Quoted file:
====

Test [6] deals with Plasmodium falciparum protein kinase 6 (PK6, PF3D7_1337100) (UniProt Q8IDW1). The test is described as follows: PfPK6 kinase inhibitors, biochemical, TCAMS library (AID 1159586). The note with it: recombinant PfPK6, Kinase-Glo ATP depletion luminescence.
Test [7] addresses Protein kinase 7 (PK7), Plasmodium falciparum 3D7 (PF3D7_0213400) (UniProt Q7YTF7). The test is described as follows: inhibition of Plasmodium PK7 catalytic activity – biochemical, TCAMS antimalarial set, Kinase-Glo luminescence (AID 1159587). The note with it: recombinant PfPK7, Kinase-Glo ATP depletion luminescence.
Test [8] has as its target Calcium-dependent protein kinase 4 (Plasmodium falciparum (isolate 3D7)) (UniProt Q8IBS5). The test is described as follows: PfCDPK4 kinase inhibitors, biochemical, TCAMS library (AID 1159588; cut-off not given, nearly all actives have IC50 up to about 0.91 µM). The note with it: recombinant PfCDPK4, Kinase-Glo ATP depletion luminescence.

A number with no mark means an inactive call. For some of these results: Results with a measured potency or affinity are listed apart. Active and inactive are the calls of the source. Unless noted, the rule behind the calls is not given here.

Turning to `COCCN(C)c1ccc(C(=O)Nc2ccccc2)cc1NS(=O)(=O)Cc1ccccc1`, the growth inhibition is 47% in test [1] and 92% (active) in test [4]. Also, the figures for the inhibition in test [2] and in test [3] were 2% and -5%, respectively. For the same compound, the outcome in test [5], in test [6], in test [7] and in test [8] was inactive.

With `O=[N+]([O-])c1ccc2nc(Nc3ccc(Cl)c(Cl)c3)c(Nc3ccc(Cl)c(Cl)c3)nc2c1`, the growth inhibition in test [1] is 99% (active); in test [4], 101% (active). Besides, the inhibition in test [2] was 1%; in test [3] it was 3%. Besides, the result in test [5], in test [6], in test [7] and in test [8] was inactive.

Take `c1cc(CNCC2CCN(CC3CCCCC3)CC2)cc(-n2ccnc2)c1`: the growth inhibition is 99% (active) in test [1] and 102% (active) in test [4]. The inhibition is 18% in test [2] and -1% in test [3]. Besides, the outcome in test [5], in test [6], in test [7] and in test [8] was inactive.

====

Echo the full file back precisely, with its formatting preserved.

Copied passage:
Test [6] deals with Plasmodium falciparum protein kinase 6 (PK6, PF3D7_1337100) (UniProt Q8IDW1). The test is described as follows: PfPK6 kinase inhibitors, biochemical, TCAMS library (AID 1159586). The note with it: recombinant PfPK6, Kinase-Glo ATP depletion luminescence.
Test [7] addresses Protein kinase 7 (PK7), Plasmodium falciparum 3D7 (PF3D7_0213400) (UniProt Q7YTF7). The test is described as follows: inhibition of Plasmodium PK7 catalytic activity – biochemical, TCAMS antimalarial set, Kinase-Glo luminescence (AID 1159587). The note with it: recombinant PfPK7, Kinase-Glo ATP depletion luminescence.
Test [8] has as its target Calcium-dependent protein kinase 4 (Plasmodium falciparum (isolate 3D7)) (UniProt Q8IBS5). The test is described as follows: PfCDPK4 kinase inhibitors, biochemical, TCAMS library (AID 1159588; cut-off not given, nearly all actives have IC50 up to about 0.91 µM). The note with it: recombinant PfCDPK4, Kinase-Glo ATP depletion luminescence.

A number with no mark means an inactive call. For some of these results: Results with a measured potency or affinity are listed apart. Active and inactive are the calls of the source. Unless noted, the rule behind the calls is not given here.

Turning to `COCCN(C)c1ccc(C(=O)Nc2ccccc2)cc1NS(=O)(=O)Cc1ccccc1`, the growth inhibition is 47% in test [1] and 92% (active) in test [4]. Also, the figures for the inhibition in test [2] and in test [3] were 2% and -5%, respectively. For the same compound, the outcome in test [5], in test [6], in test [7] and in test [8] was inactive.

With `O=[N+]([O-])c1ccc2nc(Nc3ccc(Cl)c(Cl)c3)c(Nc3ccc(Cl)c(Cl)c3)nc2c1`, the growth inhibition in test [1] is 99% (active); in test [4], 101% (active). Besides, the inhibition in test [2] was 1%; in test [3] it was 3%. Besides, the result in test [5], in test [6], in test [7] and in test [8] was inactive.

Take `c1cc(CNCC2CCN(CC3CCCCC3)CC2)cc(-n2ccnc2)c1`: the growth inhibition is 99% (active) in test [1] and 102% (active) in test [4]. The inhibition is 18% in test [2] and -1% in test [3]. Besides, the outcome in test [5], in test [6], in test [7] and in test [8] was inactive.